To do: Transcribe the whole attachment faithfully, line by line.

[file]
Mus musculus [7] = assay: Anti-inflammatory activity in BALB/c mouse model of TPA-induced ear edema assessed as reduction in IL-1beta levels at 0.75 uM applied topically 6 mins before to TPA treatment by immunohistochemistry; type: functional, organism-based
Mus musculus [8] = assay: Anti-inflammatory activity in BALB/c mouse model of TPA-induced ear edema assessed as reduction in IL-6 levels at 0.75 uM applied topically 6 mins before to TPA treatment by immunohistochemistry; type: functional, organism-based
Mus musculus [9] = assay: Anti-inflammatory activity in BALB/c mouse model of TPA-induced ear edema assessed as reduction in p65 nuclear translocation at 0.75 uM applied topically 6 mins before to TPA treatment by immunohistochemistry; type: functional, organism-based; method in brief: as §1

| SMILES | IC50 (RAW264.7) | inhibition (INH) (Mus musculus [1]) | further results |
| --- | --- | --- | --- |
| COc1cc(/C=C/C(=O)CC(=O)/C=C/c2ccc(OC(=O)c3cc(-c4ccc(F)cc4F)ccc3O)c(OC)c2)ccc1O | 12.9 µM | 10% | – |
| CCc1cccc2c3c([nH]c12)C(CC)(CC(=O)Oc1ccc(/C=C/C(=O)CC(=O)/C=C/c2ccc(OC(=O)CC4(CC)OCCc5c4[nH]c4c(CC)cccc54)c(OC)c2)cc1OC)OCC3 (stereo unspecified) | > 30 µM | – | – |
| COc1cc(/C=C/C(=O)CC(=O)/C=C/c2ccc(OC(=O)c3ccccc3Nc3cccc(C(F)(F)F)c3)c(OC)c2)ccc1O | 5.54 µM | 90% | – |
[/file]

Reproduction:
Mus musculus [7] = assay: Anti-inflammatory activity in BALB/c mouse model of TPA-induced ear edema assessed as reduction in IL-1beta levels at 0.75 uM applied topically 6 mins before to TPA treatment by immunohistochemistry; type: functional, organism-based
Mus musculus [8] = assay: Anti-inflammatory activity in BALB/c mouse model of TPA-induced ear edema assessed as reduction in IL-6 levels at 0.75 uM applied topically 6 mins before to TPA treatment by immunohistochemistry; type: functional, organism-based
Mus musculus [9] = assay: Anti-inflammatory activity in BALB/c mouse model of TPA-induced ear edema assessed as reduction in p65 nuclear translocation at 0.75 uM applied topically 6 mins before to TPA treatment by immunohistochemistry; type: functional, organism-based; method in brief: as §1

| SMILES | IC50 (RAW264.7) | inhibition (INH) (Mus musculus [1]) | further results |
| --- | --- | --- | --- |
| COc1cc(/C=C/C(=O)CC(=O)/C=C/c2ccc(OC(=O)c3cc(-c4ccc(F)cc4F)ccc3O)c(OC)c2)ccc1O | 12.9 µM | 10% | – |
| CCc1cccc2c3c([nH]c12)C(CC)(CC(=O)Oc1ccc(/C=C/C(=O)CC(=O)/C=C/c2ccc(OC(=O)CC4(CC)OCCc5c4[nH]c4c(CC)cccc54)c(OC)c2)cc1OC)OCC3 (stereo unspecified) | > 30 µM | – | – |
| COc1cc(/C=C/C(=O)CC(=O)/C=C/c2ccc(OC(=O)c3ccccc3Nc3cccc(C(F)(F)F)c3)c(OC)c2)ccc1O | 5.54 µM | 90% | – |